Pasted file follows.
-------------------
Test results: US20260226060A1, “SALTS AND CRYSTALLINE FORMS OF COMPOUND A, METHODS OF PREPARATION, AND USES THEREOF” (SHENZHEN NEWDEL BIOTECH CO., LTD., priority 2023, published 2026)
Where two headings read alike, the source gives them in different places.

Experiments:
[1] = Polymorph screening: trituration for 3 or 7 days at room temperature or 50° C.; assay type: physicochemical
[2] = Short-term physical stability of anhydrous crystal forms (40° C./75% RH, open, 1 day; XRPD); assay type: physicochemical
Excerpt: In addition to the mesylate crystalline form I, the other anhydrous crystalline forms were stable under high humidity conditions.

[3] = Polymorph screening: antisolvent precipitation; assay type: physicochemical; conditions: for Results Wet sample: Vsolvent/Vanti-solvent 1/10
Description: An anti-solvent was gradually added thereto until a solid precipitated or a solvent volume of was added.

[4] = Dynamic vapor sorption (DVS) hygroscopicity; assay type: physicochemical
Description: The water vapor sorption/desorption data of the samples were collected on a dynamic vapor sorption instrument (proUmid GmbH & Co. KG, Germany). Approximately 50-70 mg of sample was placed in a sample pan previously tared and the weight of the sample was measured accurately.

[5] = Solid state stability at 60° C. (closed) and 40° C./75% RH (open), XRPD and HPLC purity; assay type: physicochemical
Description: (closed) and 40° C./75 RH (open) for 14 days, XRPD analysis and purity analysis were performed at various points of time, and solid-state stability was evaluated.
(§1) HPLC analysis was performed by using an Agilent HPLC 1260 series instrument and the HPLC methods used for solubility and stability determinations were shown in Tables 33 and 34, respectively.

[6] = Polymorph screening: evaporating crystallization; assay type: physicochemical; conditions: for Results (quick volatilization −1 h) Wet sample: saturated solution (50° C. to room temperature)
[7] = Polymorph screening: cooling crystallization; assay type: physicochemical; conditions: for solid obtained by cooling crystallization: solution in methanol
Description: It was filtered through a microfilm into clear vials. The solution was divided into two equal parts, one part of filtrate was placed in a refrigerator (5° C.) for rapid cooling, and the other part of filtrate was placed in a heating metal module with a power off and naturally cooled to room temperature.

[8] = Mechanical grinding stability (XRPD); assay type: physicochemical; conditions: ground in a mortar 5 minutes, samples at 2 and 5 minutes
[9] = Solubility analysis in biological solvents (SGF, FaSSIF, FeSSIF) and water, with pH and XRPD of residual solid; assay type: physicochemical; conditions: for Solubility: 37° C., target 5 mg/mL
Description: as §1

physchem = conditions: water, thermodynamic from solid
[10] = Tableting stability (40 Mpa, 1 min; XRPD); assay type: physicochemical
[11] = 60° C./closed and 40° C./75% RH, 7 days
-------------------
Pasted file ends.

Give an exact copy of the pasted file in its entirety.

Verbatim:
Test results: US20260226060A1, “SALTS AND CRYSTALLINE FORMS OF COMPOUND A, METHODS OF PREPARATION, AND USES THEREOF” (SHENZHEN NEWDEL BIOTECH CO., LTD., priority 2023, published 2026)
Where two headings read alike, the source gives them in different places.

Experiments:
[1] = Polymorph screening: trituration for 3 or 7 days at room temperature or 50° C.; assay type: physicochemical
[2] = Short-term physical stability of anhydrous crystal forms (40° C./75% RH, open, 1 day; XRPD); assay type: physicochemical
Excerpt: In addition to the mesylate crystalline form I, the other anhydrous crystalline forms were stable under high humidity conditions.

[3] = Polymorph screening: antisolvent precipitation; assay type: physicochemical; conditions: for Results Wet sample: Vsolvent/Vanti-solvent 1/10
Description: An anti-solvent was gradually added thereto until a solid precipitated or a solvent volume of was added.

[4] = Dynamic vapor sorption (DVS) hygroscopicity; assay type: physicochemical
Description: The water vapor sorption/desorption data of the samples were collected on a dynamic vapor sorption instrument (proUmid GmbH & Co. KG, Germany). Approximately 50-70 mg of sample was placed in a sample pan previously tared and the weight of the sample was measured accurately.

[5] = Solid state stability at 60° C. (closed) and 40° C./75% RH (open), XRPD and HPLC purity; assay type: physicochemical
Description: (closed) and 40° C./75 RH (open) for 14 days, XRPD analysis and purity analysis were performed at various points of time, and solid-state stability was evaluated.
(§1) HPLC analysis was performed by using an Agilent HPLC 1260 series instrument and the HPLC methods used for solubility and stability determinations were shown in Tables 33 and 34, respectively.

[6] = Polymorph screening: evaporating crystallization; assay type: physicochemical; conditions: for Results (quick volatilization −1 h) Wet sample: saturated solution (50° C. to room temperature)
[7] = Polymorph screening: cooling crystallization; assay type: physicochemical; conditions: for solid obtained by cooling crystallization: solution in methanol
Description: It was filtered through a microfilm into clear vials. The solution was divided into two equal parts, one part of filtrate was placed in a refrigerator (5° C.) for rapid cooling, and the other part of filtrate was placed in a heating metal module with a power off and naturally cooled to room temperature.

[8] = Mechanical grinding stability (XRPD); assay type: physicochemical; conditions: ground in a mortar 5 minutes, samples at 2 and 5 minutes
[9] = Solubility analysis in biological solvents (SGF, FaSSIF, FeSSIF) and water, with pH and XRPD of residual solid; assay type: physicochemical; conditions: for Solubility: 37° C., target 5 mg/mL
Description: as §1

physchem = conditions: water, thermodynamic from solid
[10] = Tableting stability (40 Mpa, 1 min; XRPD); assay type: physicochemical
[11] = 60° C./closed and 40° C./75% RH, 7 days